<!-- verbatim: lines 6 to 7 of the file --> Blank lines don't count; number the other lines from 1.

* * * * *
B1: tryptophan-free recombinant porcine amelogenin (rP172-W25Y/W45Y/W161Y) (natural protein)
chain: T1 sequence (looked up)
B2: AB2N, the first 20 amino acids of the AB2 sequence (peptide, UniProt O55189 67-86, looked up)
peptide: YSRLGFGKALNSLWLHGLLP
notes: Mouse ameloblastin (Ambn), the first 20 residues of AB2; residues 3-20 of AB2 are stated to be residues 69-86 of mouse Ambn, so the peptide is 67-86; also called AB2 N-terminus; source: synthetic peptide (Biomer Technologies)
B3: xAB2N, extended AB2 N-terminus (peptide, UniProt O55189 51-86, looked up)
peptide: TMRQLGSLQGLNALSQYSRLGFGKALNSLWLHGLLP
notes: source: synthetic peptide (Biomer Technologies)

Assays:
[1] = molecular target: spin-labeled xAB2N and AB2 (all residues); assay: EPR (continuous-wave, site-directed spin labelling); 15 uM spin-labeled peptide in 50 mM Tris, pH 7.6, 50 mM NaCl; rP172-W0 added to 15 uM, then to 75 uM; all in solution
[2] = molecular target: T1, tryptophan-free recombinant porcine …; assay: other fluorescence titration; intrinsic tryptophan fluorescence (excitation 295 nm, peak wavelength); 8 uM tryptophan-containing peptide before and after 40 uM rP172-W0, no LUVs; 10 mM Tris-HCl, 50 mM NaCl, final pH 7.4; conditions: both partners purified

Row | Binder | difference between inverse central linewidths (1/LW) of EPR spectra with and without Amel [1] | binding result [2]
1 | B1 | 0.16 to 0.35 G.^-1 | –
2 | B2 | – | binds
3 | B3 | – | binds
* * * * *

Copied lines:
B3: xAB2N, extended AB2 N-terminus (peptide, UniProt O55189 51-86, looked up)
peptide: TMRQLGSLQGLNALSQYSRLGFGKALNSLWLHGLLP